Dial It Back to 1967

Re-reading Robert Stone’s ‘A Hall of Mirrors’

About a quarter of the way through Robert Stone’s 1967 novel A Hall of Mirrors, the cool, sardonic main character, Rheinhardt, arrives at the New Orleans headquarters of soon-to-launch radio station WUSA — The Voice of an American’s America. He’s asked to tape a “real swinging” news spot to “turn people on to what’s happening,” and when he delivers, he’s called into the office of founder Matthew J. Bingamon. After releasing Rheinhardt’s hand from his grip, Bingamon tells him:

“When I listened to that spot I was able to see a picture. A part of a pattern. If I had listened to any other five minute straight news broadcast on any other station it would have been obscured, wouldn’t it? But because you see it, you made me see it.”

“The pattern,” Rheinhardt said. “Yes.”

“Well the news, so called, is a very important part of what we’re trying to do with WUSA. Because there is a pattern. But it’s hard, Rheinhardt, it’s very hard to get across. Every honest man in this country feels it — and not only in the South — but everywhere in the country. They feel it, they pick up a trace of it here and there. But there are people whose business it is to keep that pattern obscured. From our point of view these people are the enemy.”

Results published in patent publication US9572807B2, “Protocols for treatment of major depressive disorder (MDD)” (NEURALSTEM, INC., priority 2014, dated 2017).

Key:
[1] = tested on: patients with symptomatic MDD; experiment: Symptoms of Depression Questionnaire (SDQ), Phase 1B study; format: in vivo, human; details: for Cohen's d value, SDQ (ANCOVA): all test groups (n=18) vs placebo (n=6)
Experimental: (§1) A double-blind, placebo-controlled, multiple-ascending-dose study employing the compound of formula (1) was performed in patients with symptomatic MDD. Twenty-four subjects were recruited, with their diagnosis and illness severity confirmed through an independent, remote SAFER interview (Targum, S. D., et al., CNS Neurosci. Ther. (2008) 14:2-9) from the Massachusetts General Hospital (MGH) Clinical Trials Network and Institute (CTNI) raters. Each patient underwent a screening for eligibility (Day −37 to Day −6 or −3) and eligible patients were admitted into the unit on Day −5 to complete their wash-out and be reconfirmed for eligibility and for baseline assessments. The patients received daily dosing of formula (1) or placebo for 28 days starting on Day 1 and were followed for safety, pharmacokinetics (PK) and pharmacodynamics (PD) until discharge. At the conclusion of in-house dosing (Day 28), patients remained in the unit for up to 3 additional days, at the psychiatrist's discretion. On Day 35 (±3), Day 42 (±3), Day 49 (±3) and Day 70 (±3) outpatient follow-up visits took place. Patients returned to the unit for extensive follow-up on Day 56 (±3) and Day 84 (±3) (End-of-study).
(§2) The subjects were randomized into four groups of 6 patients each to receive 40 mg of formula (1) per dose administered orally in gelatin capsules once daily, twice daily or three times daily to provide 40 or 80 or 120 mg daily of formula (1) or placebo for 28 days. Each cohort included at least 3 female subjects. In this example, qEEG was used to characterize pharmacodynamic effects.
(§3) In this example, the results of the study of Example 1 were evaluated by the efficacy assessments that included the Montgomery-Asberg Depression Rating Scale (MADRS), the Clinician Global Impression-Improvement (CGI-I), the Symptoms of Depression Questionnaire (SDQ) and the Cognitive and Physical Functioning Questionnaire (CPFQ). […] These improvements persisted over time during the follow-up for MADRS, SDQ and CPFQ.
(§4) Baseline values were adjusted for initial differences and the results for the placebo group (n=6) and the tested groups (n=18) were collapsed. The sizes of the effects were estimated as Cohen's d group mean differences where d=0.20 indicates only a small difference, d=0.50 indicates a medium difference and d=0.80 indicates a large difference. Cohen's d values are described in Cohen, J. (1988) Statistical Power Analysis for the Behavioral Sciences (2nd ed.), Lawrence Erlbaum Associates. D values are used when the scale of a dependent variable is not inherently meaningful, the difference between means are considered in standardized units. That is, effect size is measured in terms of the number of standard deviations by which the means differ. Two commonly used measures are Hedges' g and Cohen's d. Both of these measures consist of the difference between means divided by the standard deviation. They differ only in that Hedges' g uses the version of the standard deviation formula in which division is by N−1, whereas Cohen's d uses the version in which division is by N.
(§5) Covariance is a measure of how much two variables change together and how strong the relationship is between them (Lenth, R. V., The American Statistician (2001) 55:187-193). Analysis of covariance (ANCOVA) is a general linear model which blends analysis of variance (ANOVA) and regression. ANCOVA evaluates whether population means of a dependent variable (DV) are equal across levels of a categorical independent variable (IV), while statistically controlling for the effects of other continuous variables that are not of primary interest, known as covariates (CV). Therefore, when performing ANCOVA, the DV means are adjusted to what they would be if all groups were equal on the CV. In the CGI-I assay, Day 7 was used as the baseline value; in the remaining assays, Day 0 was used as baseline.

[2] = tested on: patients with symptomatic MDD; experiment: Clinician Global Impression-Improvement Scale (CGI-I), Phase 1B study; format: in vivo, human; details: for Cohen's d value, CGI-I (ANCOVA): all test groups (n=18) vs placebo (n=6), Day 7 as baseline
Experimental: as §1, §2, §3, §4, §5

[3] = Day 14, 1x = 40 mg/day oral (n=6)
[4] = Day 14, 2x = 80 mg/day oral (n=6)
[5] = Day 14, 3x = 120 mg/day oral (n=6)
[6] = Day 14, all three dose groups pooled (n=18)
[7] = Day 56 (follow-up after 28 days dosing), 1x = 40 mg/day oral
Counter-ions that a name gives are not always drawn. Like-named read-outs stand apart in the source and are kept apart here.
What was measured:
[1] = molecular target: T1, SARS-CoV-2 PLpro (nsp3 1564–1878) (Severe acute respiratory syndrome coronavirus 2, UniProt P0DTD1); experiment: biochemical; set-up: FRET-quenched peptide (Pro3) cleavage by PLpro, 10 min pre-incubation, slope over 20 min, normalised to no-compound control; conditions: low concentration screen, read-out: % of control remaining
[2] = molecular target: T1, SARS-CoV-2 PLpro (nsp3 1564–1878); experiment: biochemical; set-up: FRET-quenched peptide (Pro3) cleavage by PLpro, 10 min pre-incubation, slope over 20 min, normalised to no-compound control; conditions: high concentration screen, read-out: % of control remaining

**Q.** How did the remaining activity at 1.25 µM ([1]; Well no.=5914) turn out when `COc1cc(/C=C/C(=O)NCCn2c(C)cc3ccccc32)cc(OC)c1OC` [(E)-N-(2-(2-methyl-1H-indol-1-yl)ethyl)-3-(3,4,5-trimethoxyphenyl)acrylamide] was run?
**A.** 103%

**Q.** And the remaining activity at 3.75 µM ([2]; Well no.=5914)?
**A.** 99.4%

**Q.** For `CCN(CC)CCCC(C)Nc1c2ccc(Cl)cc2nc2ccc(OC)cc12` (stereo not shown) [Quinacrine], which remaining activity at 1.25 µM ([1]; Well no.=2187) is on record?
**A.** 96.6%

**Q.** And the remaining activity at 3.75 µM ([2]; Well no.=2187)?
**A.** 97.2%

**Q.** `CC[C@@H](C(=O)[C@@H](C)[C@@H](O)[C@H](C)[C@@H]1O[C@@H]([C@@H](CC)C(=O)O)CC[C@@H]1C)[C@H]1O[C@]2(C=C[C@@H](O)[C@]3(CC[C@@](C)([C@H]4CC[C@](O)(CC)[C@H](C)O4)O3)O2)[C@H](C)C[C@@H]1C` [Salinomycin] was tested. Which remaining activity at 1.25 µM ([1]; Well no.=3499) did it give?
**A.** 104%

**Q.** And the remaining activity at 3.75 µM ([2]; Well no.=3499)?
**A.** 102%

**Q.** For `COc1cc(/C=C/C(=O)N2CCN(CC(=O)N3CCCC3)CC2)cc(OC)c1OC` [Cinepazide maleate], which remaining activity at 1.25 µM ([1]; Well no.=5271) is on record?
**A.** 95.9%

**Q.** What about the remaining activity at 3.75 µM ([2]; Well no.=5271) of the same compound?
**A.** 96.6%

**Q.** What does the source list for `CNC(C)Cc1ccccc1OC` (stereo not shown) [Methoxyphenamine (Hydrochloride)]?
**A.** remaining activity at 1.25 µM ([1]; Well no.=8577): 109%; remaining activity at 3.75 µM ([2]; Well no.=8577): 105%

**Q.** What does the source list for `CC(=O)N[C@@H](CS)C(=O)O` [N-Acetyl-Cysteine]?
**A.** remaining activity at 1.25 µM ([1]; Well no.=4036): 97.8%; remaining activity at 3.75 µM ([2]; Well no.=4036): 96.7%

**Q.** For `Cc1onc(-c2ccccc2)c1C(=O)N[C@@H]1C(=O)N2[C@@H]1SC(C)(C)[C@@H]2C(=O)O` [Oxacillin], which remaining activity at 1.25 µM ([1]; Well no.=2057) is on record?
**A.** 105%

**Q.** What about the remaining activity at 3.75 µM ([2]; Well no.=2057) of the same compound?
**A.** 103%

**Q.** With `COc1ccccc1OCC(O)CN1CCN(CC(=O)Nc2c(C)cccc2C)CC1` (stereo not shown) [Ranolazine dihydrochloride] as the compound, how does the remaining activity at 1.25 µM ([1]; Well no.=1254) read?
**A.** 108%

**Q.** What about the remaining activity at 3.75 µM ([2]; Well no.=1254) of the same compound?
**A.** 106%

Anticipating the rise of right-wing radio, Fox News, “fake news” — and its violent trajectory — half a century ago, A Hall of Mirrors reverberates beyond any account of American politics you might read in 2017. Stone’s writing is wry, poetic, even hallucinogenic. Focused on outsiders in a hustle-or-be-hustled atmosphere where social and racial tensions are about to explode, it’s rich with colorful con artists, pot-fueled thinkers and scarred, tender souls seeking a home in the world. And though the worst parts of its early-’60s setting don’t need a revival, the book’s attunement to forces on the scale of religion and myth can make our present-day culture feel cosmically bereft. Up ahead: the Restoration Rally.

Karen Hudes previously wrote about literary agent Candida Donadio, who represented Robert Stone, Thomas Pynchon and Joseph Heller, for Tin House. She has contributed to The Hairpin.